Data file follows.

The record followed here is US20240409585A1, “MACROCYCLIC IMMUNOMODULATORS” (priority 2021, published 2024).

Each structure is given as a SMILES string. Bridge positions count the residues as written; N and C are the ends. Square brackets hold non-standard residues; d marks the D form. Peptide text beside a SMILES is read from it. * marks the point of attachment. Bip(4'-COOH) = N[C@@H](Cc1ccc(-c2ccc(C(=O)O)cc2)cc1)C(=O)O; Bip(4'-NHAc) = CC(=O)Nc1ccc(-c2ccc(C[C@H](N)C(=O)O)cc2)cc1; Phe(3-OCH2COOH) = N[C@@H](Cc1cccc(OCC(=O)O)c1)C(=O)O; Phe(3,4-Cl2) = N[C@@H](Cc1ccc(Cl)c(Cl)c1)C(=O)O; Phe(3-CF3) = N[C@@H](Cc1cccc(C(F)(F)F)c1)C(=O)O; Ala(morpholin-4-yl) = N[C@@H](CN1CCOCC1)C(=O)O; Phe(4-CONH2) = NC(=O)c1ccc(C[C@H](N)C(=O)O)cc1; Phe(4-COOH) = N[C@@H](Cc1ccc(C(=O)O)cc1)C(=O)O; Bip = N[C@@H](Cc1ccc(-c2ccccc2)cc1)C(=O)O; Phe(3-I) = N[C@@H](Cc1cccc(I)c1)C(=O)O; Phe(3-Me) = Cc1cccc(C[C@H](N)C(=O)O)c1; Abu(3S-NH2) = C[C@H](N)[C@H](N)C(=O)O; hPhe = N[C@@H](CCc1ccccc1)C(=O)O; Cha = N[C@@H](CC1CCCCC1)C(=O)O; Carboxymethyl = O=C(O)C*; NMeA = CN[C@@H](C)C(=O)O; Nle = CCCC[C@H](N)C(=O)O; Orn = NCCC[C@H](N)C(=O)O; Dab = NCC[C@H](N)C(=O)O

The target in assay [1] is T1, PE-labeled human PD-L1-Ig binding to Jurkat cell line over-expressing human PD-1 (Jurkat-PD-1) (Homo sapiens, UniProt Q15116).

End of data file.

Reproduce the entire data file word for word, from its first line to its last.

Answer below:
The record followed here is US20240409585A1, “MACROCYCLIC IMMUNOMODULATORS” (priority 2021, published 2024).

Each structure is given as a SMILES string. Bridge positions count the residues as written; N and C are the ends. Square brackets hold non-standard residues; d marks the D form. Peptide text beside a SMILES is read from it. * marks the point of attachment. Bip(4'-COOH) = N[C@@H](Cc1ccc(-c2ccc(C(=O)O)cc2)cc1)C(=O)O; Bip(4'-NHAc) = CC(=O)Nc1ccc(-c2ccc(C[C@H](N)C(=O)O)cc2)cc1; Phe(3-OCH2COOH) = N[C@@H](Cc1cccc(OCC(=O)O)c1)C(=O)O; Phe(3,4-Cl2) = N[C@@H](Cc1ccc(Cl)c(Cl)c1)C(=O)O; Phe(3-CF3) = N[C@@H](Cc1cccc(C(F)(F)F)c1)C(=O)O; Ala(morpholin-4-yl) = N[C@@H](CN1CCOCC1)C(=O)O; Phe(4-CONH2) = NC(=O)c1ccc(C[C@H](N)C(=O)O)cc1; Phe(4-COOH) = N[C@@H](Cc1ccc(C(=O)O)cc1)C(=O)O; Bip = N[C@@H](Cc1ccc(-c2ccccc2)cc1)C(=O)O; Phe(3-I) = N[C@@H](Cc1cccc(I)c1)C(=O)O; Phe(3-Me) = Cc1cccc(C[C@H](N)C(=O)O)c1; Abu(3S-NH2) = C[C@H](N)[C@H](N)C(=O)O; hPhe = N[C@@H](CCc1ccccc1)C(=O)O; Cha = N[C@@H](CC1CCCCC1)C(=O)O; Carboxymethyl = O=C(O)C*; NMeA = CN[C@@H](C)C(=O)O; Nle = CCCC[C@H](N)C(=O)O; Orn = NCCC[C@H](N)C(=O)O; Dab = NCC[C@H](N)C(=O)O

The target in assay [1] is T1, PE-labeled human PD-L1-Ig binding to Jurkat cell line over-expressing human PD-1 (Jurkat-PD-1) (Homo sapiens, UniProt Q15116).